Inequality and taxing higher earners

Today I’m going to write about the wealth inequality in the UK. Before I start, I should point out that there is inequality and poverty across the world that is worse and more pressing, and the UK is in a very good position compared to a lot of countries, but I intend to address that issue separately.

Here are some statistics for you showing how unequal the UK is and how this has deteriorated over time. And here is a page of countries by income inequality. If you look at the OECD countries, the UK is in the top half of income equality before tax and transfers but near the bottom after tax and transfers. This is to say that our wages, while still unacceptably unequal, don’t compare too badly to other countries, but our tax system compares very badly on equality. Here is a very interesting video. As you can see the top 20% of the population of the UK have 60% of the wealth, whereas the bottom 20% have 0.6%.

However, where there is a government shortfall, the government continue to look at making savings by cutting welfare, therefore increasing inequality further. This is something that urgently needs to stop. So what do we do to reduce the government deficit (the annual shortfall between government spending and income) and ultimately the national debt? Obviously there are many things to do. One thing we need to do is make greater steps towards stopping tax avoidance schemes from large companies such as Amazon, Google and Starbucks. This will require international cooperation but hopefully this is something that will happen eventually.

But we also need to look at the amount of tax that individuals pay and ask whether it is fair. And that is the main subject of this post. Given the inequality that exists, the national debt, the deficit and the importance of keeping public services functioning at a reasonable level, of course it is right that the rich pay more tax.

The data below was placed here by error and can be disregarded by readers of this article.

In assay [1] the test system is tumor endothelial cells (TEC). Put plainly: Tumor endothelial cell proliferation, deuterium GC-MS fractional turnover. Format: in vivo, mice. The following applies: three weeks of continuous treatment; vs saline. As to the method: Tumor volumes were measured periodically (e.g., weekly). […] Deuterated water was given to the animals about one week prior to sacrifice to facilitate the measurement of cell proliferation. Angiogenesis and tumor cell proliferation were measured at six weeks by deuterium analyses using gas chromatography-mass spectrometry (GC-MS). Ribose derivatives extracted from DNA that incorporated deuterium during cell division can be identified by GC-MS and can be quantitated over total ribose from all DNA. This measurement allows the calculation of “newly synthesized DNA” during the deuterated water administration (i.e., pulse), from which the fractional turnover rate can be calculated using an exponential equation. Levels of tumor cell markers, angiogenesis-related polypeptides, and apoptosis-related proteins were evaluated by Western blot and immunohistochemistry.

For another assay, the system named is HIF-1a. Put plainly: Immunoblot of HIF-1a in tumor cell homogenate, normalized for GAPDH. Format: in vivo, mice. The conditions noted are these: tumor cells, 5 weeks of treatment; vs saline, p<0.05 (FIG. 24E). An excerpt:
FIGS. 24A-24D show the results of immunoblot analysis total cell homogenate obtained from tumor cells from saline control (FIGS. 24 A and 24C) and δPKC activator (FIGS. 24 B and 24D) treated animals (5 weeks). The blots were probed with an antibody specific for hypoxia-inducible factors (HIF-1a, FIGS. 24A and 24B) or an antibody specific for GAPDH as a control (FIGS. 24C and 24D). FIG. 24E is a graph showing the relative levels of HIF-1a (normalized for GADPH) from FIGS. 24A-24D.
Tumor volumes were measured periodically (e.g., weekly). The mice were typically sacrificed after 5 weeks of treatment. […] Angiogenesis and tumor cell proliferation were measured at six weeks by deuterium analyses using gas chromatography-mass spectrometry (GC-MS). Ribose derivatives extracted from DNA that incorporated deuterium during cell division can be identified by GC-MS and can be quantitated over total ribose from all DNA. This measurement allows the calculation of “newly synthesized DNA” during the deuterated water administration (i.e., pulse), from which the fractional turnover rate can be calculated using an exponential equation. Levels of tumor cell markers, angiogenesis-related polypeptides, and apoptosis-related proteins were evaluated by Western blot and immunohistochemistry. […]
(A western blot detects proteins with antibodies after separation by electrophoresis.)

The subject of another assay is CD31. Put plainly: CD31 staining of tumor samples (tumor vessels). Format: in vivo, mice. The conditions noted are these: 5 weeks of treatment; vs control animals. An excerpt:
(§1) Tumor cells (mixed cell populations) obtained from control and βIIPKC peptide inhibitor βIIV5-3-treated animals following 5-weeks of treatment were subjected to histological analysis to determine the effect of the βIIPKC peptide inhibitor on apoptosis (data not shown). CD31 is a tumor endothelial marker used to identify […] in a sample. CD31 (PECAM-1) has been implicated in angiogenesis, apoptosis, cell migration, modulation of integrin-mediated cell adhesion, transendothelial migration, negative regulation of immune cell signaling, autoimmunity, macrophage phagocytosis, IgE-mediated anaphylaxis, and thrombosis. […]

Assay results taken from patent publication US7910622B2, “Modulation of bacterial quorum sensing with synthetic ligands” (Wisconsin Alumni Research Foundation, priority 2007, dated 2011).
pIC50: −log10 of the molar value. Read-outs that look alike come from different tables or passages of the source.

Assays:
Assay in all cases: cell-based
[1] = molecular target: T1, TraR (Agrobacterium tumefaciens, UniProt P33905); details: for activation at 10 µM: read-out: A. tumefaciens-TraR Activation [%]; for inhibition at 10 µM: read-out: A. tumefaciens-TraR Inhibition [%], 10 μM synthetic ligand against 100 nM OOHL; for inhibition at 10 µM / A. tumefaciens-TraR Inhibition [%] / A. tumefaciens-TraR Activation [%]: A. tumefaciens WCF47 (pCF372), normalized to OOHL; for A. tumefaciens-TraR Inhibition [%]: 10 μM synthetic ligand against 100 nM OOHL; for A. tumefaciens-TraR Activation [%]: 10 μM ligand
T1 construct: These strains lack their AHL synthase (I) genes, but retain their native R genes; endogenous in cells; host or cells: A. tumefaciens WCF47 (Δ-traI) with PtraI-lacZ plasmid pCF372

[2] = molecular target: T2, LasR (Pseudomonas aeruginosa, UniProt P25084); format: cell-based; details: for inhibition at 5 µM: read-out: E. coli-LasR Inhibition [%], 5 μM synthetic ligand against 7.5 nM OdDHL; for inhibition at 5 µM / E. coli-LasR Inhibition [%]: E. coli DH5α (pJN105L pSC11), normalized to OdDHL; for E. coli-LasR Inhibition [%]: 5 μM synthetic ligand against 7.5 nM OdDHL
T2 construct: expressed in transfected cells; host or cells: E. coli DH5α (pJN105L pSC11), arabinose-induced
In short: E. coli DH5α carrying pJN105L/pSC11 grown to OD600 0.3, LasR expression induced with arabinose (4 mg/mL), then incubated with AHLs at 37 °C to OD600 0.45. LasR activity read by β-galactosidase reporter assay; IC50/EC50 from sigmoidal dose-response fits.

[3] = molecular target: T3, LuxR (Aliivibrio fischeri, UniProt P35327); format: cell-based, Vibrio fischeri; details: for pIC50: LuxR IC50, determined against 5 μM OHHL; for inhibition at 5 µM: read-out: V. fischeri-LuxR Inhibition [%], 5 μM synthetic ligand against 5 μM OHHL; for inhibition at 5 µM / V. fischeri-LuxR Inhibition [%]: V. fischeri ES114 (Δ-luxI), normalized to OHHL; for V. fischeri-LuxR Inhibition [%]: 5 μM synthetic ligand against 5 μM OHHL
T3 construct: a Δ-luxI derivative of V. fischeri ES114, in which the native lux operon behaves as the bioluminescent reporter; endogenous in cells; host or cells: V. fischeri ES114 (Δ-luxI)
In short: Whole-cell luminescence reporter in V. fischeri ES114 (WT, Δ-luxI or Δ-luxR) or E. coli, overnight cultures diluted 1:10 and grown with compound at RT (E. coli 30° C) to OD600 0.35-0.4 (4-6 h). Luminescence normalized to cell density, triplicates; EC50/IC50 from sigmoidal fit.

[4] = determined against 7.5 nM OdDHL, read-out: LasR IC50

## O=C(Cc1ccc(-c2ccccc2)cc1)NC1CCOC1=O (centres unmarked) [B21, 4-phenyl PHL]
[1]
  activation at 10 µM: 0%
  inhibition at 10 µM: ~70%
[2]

Labour have announced that they would reintroduce the 50% tax rate for earnings over £150,000. While the Conservatives and a lot of other people are against this, the people it will adversely affect are already in a very privileged position in society. It is also only what they earn over £150,000 that is affected, so they would need to already be earning quite a lot more than this for it to have a significant impact. It might be an annoyance to them, but at the other end of the scale, cuts in welfare are not a mere annoyance – they can ruin lives. This isn’t a game; this is people’s lives, so when it comes to taxing the rich a bit more, I find it impossible to feel any sympathy for them. Personally I would suggest going even further, perhaps bringing in the 50% rate on anything over £100,000 and having a higher rate over £150,000, maybe 60%.

Of course, there is a lot of speculation that tax rises for the rich would drive talented people out of the country and so would backfire. However, it is quite clear that finding the best-paid jobs is as much about opportunity as it is about talent. If people in the best-paid jobs left the country, there would be plenty of other people to take their place. Also people earning over £150,000 per year would still be very well off by anyone’s standards, so I do not believe that too many of them would go through the upheaval of leaving the country and taking their family with them, arguably out of spite.

Anything more than Labour’s proposed reintroduction of the 50% rate should probably be introduced gradually, however, just in case there were any unintended consequences. But it is something that should be tested empirically; we shouldn’t assume that it wouldn’t work in advance. Another idea worth considering is the “mansion tax” supported by Labour and the Liberal Democrats.